A friend sends us Scribner's Monthly for December, with an article by Thurber under the above title, asking that we call attention to it.

The point of the article is that the charge of the public highways is a legitimate part of the duty of the State. That when a new public road is to be built, the State provides the road, and that it is free to all alike. If the State does sometimes give up some control to the roads to turnpike companies, it is only with the understanding that all shall be treated alike. The man who drives through a turnpike with an empty horse and wagon, pays as much toll as one who has a full load; and the man who drives over the road a dozen times a day pays just as much as the one who goes through but once a year. The article contends that railroads should be highways of the same character, but they are not. They are conducted like any ordinary business. The man who can ship a thousand barrels of oil, gets a lower rate of freight than the man who can send only ten. Hence he can sell his oil cheaper than the small shipper, and the result is that all small operators are crushed out, because the railroads with their natural business ways of looking at things, give a greater advantage to freight by the wholesale, than to freight by the retail.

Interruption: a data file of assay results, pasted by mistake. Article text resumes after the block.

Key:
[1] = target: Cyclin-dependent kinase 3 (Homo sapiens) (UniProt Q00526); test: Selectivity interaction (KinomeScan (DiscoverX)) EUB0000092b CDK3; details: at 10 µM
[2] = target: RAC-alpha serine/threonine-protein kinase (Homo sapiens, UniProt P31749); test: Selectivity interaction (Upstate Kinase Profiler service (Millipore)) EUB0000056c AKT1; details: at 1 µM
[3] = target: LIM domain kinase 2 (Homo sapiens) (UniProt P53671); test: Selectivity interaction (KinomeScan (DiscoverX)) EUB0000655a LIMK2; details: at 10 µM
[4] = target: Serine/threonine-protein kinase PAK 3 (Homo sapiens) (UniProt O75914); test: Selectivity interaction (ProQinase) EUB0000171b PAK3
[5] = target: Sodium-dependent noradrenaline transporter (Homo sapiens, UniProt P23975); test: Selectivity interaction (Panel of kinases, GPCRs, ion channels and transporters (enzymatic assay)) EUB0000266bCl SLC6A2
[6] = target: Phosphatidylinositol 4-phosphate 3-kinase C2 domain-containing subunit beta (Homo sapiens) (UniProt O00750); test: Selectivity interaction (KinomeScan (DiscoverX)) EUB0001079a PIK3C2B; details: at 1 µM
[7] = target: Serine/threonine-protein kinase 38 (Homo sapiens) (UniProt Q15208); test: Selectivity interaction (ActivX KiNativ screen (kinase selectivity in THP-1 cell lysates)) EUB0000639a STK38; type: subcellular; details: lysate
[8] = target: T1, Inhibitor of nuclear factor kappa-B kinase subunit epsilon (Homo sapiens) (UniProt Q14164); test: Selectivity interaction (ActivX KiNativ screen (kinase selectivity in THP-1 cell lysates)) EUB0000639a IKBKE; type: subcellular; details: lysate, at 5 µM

It then becomes a national or State question whether it is the interest of the people of the whole State to have all these small concerns crushed out by a few very strong firms or companies. This seems to be the question which the author discusses.